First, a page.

By Lisa Schwarzbaum
Updated December 04, 1998 at 05:00 AM EST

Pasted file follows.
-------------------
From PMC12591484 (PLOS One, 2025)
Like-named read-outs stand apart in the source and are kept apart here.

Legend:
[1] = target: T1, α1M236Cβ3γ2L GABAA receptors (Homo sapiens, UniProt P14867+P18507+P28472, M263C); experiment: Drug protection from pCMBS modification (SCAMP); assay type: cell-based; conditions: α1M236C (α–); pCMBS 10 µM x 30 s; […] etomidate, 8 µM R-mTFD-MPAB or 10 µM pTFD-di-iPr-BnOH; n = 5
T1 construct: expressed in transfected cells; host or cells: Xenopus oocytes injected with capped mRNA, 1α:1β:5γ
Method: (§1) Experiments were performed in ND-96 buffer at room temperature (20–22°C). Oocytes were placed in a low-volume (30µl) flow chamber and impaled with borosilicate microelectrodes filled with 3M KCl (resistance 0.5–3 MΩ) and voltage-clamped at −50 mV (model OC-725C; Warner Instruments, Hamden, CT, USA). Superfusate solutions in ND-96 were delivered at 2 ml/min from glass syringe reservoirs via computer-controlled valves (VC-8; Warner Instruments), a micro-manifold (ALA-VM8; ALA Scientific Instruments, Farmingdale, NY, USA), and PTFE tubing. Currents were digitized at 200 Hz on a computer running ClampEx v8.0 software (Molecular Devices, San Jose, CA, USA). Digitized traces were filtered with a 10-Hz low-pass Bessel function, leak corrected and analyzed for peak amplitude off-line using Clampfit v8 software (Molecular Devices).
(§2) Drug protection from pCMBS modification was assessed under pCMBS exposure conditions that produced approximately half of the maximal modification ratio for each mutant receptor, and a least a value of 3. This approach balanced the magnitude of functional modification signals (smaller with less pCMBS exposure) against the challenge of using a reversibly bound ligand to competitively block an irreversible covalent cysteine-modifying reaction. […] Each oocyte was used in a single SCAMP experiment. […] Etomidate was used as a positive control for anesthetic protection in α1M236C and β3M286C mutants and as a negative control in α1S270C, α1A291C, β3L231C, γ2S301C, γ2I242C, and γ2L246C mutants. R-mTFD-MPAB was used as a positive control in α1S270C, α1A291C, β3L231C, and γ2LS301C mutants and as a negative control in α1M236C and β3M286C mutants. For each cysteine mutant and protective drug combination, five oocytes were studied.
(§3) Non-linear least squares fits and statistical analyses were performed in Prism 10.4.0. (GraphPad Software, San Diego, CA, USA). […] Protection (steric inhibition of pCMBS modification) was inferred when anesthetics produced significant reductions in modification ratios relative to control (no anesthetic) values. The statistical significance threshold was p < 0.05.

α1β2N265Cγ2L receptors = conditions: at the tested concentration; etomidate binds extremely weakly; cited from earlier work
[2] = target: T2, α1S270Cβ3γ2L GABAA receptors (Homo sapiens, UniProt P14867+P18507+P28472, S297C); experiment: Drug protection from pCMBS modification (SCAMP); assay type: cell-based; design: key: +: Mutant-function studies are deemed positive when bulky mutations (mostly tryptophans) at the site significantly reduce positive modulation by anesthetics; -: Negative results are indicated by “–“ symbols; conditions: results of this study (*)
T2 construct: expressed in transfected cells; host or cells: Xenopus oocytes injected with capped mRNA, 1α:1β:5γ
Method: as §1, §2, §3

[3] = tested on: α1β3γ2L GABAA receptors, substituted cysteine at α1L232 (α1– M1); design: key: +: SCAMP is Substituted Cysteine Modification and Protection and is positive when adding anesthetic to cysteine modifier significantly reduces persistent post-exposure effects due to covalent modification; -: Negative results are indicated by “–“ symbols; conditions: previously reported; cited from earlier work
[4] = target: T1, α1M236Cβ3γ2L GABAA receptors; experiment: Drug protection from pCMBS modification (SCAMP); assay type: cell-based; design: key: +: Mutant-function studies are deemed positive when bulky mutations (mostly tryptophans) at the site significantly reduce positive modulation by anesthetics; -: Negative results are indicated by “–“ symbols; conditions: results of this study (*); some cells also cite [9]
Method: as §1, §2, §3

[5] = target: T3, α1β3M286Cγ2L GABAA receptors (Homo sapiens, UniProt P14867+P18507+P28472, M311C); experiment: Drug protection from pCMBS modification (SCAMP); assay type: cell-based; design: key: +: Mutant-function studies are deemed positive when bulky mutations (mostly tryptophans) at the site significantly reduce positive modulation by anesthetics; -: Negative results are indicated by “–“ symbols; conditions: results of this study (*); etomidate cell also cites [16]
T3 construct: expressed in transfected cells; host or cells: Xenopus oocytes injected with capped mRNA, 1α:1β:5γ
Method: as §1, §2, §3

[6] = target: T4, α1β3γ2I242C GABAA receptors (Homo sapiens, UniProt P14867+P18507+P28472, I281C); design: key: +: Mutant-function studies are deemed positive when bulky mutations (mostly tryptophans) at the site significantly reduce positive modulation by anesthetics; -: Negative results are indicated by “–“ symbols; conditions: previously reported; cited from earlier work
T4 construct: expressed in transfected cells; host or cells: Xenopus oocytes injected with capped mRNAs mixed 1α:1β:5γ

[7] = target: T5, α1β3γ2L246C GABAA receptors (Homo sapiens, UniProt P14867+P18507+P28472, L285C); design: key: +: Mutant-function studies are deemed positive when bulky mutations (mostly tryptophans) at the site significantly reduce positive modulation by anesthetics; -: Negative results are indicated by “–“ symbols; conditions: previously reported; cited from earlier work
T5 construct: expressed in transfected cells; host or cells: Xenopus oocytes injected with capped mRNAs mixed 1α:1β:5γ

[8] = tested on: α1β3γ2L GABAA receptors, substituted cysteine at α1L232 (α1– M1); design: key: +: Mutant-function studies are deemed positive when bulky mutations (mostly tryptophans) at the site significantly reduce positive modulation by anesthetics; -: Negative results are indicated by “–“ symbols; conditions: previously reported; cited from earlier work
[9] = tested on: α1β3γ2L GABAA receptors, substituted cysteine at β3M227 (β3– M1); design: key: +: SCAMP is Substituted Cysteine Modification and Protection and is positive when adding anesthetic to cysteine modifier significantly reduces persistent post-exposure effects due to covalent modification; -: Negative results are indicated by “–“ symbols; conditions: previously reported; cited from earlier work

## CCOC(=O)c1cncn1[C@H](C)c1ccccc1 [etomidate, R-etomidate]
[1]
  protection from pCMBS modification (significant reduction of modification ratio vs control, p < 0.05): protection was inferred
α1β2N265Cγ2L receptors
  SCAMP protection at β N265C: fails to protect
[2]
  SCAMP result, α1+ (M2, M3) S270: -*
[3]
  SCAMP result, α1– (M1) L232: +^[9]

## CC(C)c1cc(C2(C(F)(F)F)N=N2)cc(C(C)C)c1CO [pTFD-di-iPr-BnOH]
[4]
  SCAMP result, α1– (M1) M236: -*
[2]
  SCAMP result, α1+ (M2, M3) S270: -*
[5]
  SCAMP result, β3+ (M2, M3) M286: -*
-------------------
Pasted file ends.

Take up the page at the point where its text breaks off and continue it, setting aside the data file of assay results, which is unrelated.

Is there a need to add nearly an hour to the already 160 minutes long The Last Emperor when Bernardo Bertolucci loaded up on Academy Awards a decade ago? No, there is not. Does this 219-minute director’s cut look so different, to a casual re-visitor, from the 1987 epic that made a star of John Lone, playing the title role? Not really. But neither is the film’s Zen-slow pace a burden. Rather, the expanse of time is saturated with an expanse of visual beauty that feels absolutely right for the story, that of a human caged bird who, tragically, loses all sense of direction once he’s kicked from his magnificently gilded cage. The relationship between the royal student and his Western tutor (Peter O’Toole, a vision of compassion and British rectitude) is given all the time required to catalog the mysteries of East-meets-West. And the added hour affords Bertolucci even more time to marvel, in his most voluptuous style, at every cloud, grasshopper, and broom-pushing peasant when not telling the astonishing story of Pu Yi, Lord of Ten Thousand Years, one-man symbol of the history of modern China. B+